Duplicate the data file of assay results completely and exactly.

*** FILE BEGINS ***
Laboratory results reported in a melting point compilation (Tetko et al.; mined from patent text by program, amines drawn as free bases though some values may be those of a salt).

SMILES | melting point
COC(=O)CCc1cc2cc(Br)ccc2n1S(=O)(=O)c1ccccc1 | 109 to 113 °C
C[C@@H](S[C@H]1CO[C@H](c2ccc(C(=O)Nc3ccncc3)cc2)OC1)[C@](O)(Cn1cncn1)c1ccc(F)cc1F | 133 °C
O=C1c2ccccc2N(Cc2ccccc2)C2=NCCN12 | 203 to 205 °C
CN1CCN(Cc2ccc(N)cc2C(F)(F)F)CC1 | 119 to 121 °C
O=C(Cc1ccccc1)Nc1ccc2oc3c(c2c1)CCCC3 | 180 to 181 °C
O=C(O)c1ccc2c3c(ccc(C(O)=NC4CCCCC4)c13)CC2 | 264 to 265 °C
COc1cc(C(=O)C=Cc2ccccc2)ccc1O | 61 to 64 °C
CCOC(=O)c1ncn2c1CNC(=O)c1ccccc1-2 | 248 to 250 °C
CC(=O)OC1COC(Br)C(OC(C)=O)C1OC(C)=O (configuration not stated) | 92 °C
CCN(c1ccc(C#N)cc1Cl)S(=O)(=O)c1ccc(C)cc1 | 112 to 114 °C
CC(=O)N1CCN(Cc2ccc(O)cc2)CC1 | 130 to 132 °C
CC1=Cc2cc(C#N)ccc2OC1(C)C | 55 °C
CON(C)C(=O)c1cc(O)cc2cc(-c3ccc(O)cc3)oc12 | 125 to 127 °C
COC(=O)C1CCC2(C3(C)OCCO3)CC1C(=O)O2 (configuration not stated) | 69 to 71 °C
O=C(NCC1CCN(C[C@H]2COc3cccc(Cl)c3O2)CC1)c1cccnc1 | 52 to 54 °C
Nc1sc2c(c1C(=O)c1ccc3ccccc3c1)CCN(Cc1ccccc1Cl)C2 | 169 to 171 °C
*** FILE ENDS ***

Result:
Laboratory results reported in a melting point compilation (Tetko et al.; mined from patent text by program, amines drawn as free bases though some values may be those of a salt).

SMILES | melting point
COC(=O)CCc1cc2cc(Br)ccc2n1S(=O)(=O)c1ccccc1 | 109 to 113 °C
C[C@@H](S[C@H]1CO[C@H](c2ccc(C(=O)Nc3ccncc3)cc2)OC1)[C@](O)(Cn1cncn1)c1ccc(F)cc1F | 133 °C
O=C1c2ccccc2N(Cc2ccccc2)C2=NCCN12 | 203 to 205 °C
CN1CCN(Cc2ccc(N)cc2C(F)(F)F)CC1 | 119 to 121 °C
O=C(Cc1ccccc1)Nc1ccc2oc3c(c2c1)CCCC3 | 180 to 181 °C
O=C(O)c1ccc2c3c(ccc(C(O)=NC4CCCCC4)c13)CC2 | 264 to 265 °C
COc1cc(C(=O)C=Cc2ccccc2)ccc1O | 61 to 64 °C
CCOC(=O)c1ncn2c1CNC(=O)c1ccccc1-2 | 248 to 250 °C
CC(=O)OC1COC(Br)C(OC(C)=O)C1OC(C)=O (configuration not stated) | 92 °C
CCN(c1ccc(C#N)cc1Cl)S(=O)(=O)c1ccc(C)cc1 | 112 to 114 °C
CC(=O)N1CCN(Cc2ccc(O)cc2)CC1 | 130 to 132 °C
CC1=Cc2cc(C#N)ccc2OC1(C)C | 55 °C
CON(C)C(=O)c1cc(O)cc2cc(-c3ccc(O)cc3)oc12 | 125 to 127 °C
COC(=O)C1CCC2(C3(C)OCCO3)CC1C(=O)O2 (configuration not stated) | 69 to 71 °C
O=C(NCC1CCN(C[C@H]2COc3cccc(Cl)c3O2)CC1)c1cccnc1 | 52 to 54 °C
Nc1sc2c(c1C(=O)c1ccc3ccccc3c1)CCN(Cc1ccccc1Cl)C2 | 169 to 171 °C